# How do you marginalize in graphical model elimination?

I'm reading Michael I. Jordan's book on probabilistic graphical models, and I don't understand the elimination algorithm presented in chapter 3. To narrow the question down, consider page 6. In equation (3.10), we see that $$m_5(x_2,x_3) = \sum_{x_5}p(x_5|x_3)p(\bar{x}_6|x_2,x_5)$$

where the $$x_i$$ are random variables and $$\bar{x}_i$$ indicates a fixed/realized value of $$x_i$$.

Given that all $$x_i$$ are discrete random variables (as is the case in chapter 3), both $$p(x_5|x_3)$$ and $$p(\bar{x}_6|x_2,x_5)$$ are represented by two-dimensional matrices. And since $$m_5$$ is a function of as-yet unrealized variables $$x_2$$ and $$x_3$$, it is also a two-dimensional matrix.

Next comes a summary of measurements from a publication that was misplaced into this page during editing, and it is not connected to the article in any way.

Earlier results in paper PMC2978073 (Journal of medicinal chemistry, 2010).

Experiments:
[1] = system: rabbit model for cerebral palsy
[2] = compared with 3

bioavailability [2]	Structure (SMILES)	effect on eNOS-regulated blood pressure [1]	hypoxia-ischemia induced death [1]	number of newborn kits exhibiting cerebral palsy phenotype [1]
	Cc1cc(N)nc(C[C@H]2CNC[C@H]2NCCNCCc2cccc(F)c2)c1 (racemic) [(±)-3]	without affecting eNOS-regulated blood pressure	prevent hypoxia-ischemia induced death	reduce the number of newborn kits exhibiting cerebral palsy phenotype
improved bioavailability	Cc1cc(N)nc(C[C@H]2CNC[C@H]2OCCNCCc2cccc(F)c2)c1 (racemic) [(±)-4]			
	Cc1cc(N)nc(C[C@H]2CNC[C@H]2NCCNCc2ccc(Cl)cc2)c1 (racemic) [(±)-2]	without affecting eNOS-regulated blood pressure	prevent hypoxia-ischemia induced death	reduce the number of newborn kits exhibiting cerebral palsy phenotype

How then do we perform the multiplication and the summation above?

For the case above, let $$p(x_5|x_3)$$ and $$p(\bar{x_6}|x_2,x_5)$$ be represented by $$r\!\times\!s$$ and $$s\!\times\! t$$ matrices, respectively, where $$x_5$$ can take on $$s$$ different values. Then, for each element $$m_{ij}$$ of $$m_5$$, we have that
$$m_{ij}=\sum_{k=1}^s p_{ik}(x_5|x_3)p_{kj}(\bar{x_6}|x_2,x_5)$$
where $$1\leq i \leq r$$ and $$1 \leq j \leq t$$.